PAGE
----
Psychology professor Diane Poulin-Dubois wins the 2019 Pickering Award
The award honours an individual who has made outstanding contributions to developmental psychology in Canada in the areas of mentorship, leadership and scholarship. The recognition celebrates Poulin-Dubois’s longstanding commitment to her research and her students.
As winner, she will deliver the annual Pickering Lecture in Ottawa on October 24.
“I was shocked when I heard that I was the recipient of this prestigious award,” says Poulin-Dubois, who holds the Concordia University Research Chair in Developmental Cybernetics. Her research focuses on early cognitive and language development.
“There are so many Canadian colleagues who are deserving of it. I owe it all to the talented students I supervised over the years and to the contributions of my brilliant collaborators in Canada and abroad. It is an honour, for me, but also for the Centre for Research in Human Development, my faculty and Concordia.”
“I am very pleased that Diane has been selected for this award,” says André Roy, dean of the Faculty of Arts and Science. “It is a true reflection of her passion for scholarship and her commitment to her students. With the help of people like her, we demonstrate every day that our faculty is a vibrant and world-class research environment.”
“Dr. Poulin-Dubois has contributed to developmental psychology in Canada in so many important ways. Through her teaching and research, she has mentored many emerging Canadian scholars,” LeFevre says.
“Funded by NSERC, SSHRC and NICHD, her work exemplifies the cross-disciplinary nature of research on cognitive development. In short, Dr. Poulin-Dubois represents the contribution to our field that we strive to recognize with the Pickering Award.”
A role model to many
Former students from around the world have joined in celebrating Poulin-Dubois’s win.
Ilana Frank-Mor (BA 89, MA 93, PhD 99), a clinical and educational psychologist based in Israel, pursued her master’s and PhD degrees under Poulin-Dubois from 1991 to 1999.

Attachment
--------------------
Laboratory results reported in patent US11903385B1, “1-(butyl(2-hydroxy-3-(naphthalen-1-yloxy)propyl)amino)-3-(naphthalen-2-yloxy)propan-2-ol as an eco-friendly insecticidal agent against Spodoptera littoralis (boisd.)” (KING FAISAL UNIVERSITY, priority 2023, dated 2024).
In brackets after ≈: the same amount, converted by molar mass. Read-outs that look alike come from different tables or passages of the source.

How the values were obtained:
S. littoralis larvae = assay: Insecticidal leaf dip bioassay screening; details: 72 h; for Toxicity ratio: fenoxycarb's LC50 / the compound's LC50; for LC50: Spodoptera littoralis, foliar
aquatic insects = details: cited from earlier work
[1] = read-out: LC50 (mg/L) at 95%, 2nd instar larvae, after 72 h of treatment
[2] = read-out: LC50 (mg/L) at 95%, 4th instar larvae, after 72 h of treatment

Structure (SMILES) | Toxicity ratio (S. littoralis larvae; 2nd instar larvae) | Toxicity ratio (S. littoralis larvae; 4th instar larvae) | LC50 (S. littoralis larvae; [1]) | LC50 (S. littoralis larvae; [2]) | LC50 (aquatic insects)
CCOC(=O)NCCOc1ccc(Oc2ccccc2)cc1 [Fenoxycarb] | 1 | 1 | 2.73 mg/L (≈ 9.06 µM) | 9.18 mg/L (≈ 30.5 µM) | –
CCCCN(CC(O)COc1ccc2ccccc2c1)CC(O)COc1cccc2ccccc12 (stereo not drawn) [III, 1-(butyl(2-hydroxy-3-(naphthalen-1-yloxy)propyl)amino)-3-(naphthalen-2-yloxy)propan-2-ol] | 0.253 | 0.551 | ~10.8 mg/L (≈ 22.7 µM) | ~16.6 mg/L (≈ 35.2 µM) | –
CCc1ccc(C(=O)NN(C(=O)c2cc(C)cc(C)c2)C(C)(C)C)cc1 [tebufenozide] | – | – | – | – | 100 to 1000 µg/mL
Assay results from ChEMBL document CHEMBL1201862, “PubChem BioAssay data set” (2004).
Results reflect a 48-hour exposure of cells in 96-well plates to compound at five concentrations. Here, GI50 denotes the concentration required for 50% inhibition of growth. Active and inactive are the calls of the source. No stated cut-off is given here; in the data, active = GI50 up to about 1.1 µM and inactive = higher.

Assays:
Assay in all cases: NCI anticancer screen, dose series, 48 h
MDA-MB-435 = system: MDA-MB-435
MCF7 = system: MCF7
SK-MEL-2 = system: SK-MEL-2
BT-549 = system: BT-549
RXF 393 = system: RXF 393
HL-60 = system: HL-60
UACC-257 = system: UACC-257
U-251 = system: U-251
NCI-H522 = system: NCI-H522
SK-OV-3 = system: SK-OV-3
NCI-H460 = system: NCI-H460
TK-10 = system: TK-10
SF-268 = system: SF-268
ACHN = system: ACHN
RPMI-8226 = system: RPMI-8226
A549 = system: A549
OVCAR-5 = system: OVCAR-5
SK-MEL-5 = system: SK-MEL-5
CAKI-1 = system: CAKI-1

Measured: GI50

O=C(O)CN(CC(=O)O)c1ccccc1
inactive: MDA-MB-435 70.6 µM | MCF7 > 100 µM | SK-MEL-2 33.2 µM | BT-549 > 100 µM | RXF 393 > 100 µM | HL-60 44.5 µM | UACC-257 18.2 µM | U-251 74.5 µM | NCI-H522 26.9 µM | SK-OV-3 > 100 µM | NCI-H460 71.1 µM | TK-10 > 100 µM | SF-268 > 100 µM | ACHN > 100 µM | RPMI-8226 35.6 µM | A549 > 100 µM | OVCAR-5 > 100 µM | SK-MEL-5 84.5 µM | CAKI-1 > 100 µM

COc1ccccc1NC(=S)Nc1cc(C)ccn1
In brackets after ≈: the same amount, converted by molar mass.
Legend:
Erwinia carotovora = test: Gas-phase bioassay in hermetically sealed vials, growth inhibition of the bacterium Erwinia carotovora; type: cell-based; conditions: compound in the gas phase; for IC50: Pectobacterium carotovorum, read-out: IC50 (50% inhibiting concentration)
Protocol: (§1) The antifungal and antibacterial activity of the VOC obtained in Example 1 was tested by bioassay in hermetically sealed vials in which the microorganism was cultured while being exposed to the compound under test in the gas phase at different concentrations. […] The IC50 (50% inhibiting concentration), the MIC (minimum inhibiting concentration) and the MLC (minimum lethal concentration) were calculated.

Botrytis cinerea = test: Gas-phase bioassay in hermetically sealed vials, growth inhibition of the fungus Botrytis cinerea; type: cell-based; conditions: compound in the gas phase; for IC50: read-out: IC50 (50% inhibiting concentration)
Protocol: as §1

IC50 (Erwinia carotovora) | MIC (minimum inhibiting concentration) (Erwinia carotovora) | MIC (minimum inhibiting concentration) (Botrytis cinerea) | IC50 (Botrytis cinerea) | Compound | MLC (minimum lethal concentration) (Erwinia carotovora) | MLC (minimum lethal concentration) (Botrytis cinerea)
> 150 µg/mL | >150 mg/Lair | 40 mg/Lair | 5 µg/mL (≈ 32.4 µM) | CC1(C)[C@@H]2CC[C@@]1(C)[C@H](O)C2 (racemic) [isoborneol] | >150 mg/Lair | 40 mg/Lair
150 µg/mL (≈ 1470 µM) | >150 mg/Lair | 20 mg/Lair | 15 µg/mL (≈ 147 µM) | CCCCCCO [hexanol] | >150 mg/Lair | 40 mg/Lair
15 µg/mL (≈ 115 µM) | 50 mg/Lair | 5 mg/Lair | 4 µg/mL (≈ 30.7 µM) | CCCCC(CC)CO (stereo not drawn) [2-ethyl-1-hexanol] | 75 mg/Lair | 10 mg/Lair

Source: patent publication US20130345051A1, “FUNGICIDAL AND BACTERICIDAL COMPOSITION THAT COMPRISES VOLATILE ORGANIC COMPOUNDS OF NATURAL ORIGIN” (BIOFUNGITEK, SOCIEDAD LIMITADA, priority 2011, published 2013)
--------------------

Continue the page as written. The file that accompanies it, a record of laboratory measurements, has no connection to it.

“Diane nurtured my appreciation for the challenge of honing a research design until it unequivocally addresses exactly the question you would like to ask,” Frank-Mor says.
“She helped me to develop strong analytical skills which have served me throughout the many permutations of my career since graduate school. She always had her door open for consultation and served as a role model for my own attitude toward trainees. To say the Pickering Award is well-deserved is an understatement.”
Susan Graham (MA 90, PhD 96), a professor of psychology at the University of Calgary, was Poulin-Dubois’s graduate student from 1990 to 1995. Graham credits her mentorship for her decision to pursue an academic career instead of a clinical one.
“Diane was an outstanding PhD supervisor. She has supported me unequivocally at every stage of my career,” she says.
“The award is a highly deserved recognition of the significant impact that her research has had and continues to have on Canadian developmental psychology.”
Sabrina Chiarella (BA 07, MA 10, PhD 15) is a psychologist at the Archways Centre for Cognitive Behavioural Therapy in London, Ont. She first came across Poulin-Dubois’s research as an undergraduate student in 2007 and completed her PhD under her supervision in 2015.
“I’ve only had wonderful experiences as her student, and I am proud to be able to have called her my research adviser and, now, colleague and friend,” Chiarella says.
“Diane’s passion and unmatched expertise in infant development makes her beyond well-deserving of this award. I thank her for all of the lives she has influenced throughout the years.”
Learn more about Concordia’s Department of Psychology.